DMO Roulette #1/11 – Introduction

Let’s have fun!!!!

All my life, I have dreamed about russian Roulette, being the last mand standing, winning the big price and ride of in the sunset with the big breasted woman.

Unfortunately I don’t dare to play russian Roulette, and since I am happily married to my wife, then I don’t need a new woman.

But I want to play Roulette, so I have come up with my own version of it. Over the next 10 days, I will pic a random Dynamic management Object, and then I will give you a short introduction to it.

To make it a little bit more interesting, then I will only do it within the main areas of DMO’s, and therefore the query I will execute every day, will looks like this:

select top 1 name, type_desc
from sys.system_objects
where name like ‘DM_%’
name like ‘dm_OS%’
or               name like ‘dm_Exec%’
or               name like ‘dm_Tran%’
or               name like ‘dm_db%’
or               name like ‘dm_io%’
order by newid()

Rules are very Simple: Every day I run the query and then I have 45 minutes to write what I think is important about the selected Dynamic Management Object.

So… See you all tomorrow.

Expert Performance Indexing for SQL server 2012

Expert Performance Indexing for SQL Server 2012

Expert Performance Indexing for SQL Server 2012

One more book review🙂 (It’s really nice having a long holiday to read books and relax).

This is also a “Must have book”; simply because Indexing is so important for good performance. Indexing is always a trade off between better read access to data versus storage and degrade in write performance, and I think this book gives you the tools to support your decisions when you are working with the part of performance that are related to indexing.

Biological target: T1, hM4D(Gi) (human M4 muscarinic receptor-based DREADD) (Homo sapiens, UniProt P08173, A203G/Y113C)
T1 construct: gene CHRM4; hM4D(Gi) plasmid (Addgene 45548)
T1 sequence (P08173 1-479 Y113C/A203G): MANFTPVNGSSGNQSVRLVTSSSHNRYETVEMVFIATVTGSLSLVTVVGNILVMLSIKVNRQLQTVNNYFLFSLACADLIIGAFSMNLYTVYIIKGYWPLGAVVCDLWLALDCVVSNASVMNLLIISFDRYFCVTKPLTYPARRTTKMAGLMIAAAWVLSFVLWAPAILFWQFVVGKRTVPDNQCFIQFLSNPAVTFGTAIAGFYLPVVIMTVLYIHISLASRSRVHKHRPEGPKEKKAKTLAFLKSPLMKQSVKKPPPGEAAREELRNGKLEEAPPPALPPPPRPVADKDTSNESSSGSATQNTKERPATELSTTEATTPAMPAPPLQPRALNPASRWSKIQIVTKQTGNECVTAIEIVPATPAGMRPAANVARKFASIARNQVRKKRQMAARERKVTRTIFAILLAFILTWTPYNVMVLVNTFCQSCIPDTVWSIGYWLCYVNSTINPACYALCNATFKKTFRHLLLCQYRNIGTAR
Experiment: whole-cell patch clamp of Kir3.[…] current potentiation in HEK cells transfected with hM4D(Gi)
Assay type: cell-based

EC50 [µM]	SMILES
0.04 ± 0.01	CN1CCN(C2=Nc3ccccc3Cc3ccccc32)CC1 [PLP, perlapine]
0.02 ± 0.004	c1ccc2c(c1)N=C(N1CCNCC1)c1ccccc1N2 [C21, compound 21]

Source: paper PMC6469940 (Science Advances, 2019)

No doubt that my favorite chapter is the chapter about Myth’s when it comes to indexes. All persons working with SQL servers should read that chapter.

With this book you first get an insight into what indexes are, what types of indexes there is and what statistics are (statistics is critical to know in relation to performance optimization).

The book also describes some of the tools that are important to know when you want to work with indexes (including the most important DMO’s).

Finally I also like that the book gives you some good advices (they call it best practice and strategies) on how to write queries and how to use indexes.

Overall a very competent book (I think all books from APress is competent).

On the negative side, then it is easy to see that this book is an upgrade from the same book on SQL Server 2008, and one of the places where that is seen is when they discuss Column store indexes. It is few pages and it is absolutely NOT Expert knowledge what they give you.

I am not sure it is a negative thing, but the book is called “Expert performance….”. I think this book can be read and should be read by anyone that has been working with the Microsoft SQL server 2012 for more than 6 month to 1 year. It could be a good starting point for going deeper into the Microsoft SQL server.

I think this book is worth buying and I give it 3 out of 5 stars.


Microsoft SQL Server 2012 Internals

Microsoft SQL server 2012 Internals

Microsoft SQL server 2012 Internals

This book is a “must have book”, if you want to dig into the SQL server. Not only because it is written by some of the most Genius SQL persons (Kalen Delaney, Jonathan Kehayias, Benjamin Nevarez and Paul S. Randal), but because with this book, you get deep dive knowledge about how the SQL Server 2012 works.

The book is split into 14 chapters, starting with a very good introduction about the SQL server architecture, the SQLOS and databases.

Some of the new features are described in chapter 4, where an introduction to Contained databases are given.

As a MCT, then I really like when a book is focused and understandable, and one good example of this is on page 23, where it is stated that “SQL Server Books Only lists only 17 trace flags that are fully supported”. That means: If you want to pass an exam for MCSE on SQL server, then you must know 17 trace flags!!! (of course now the MCSE is changed so that it also covers Microsoft SQL Server 2014).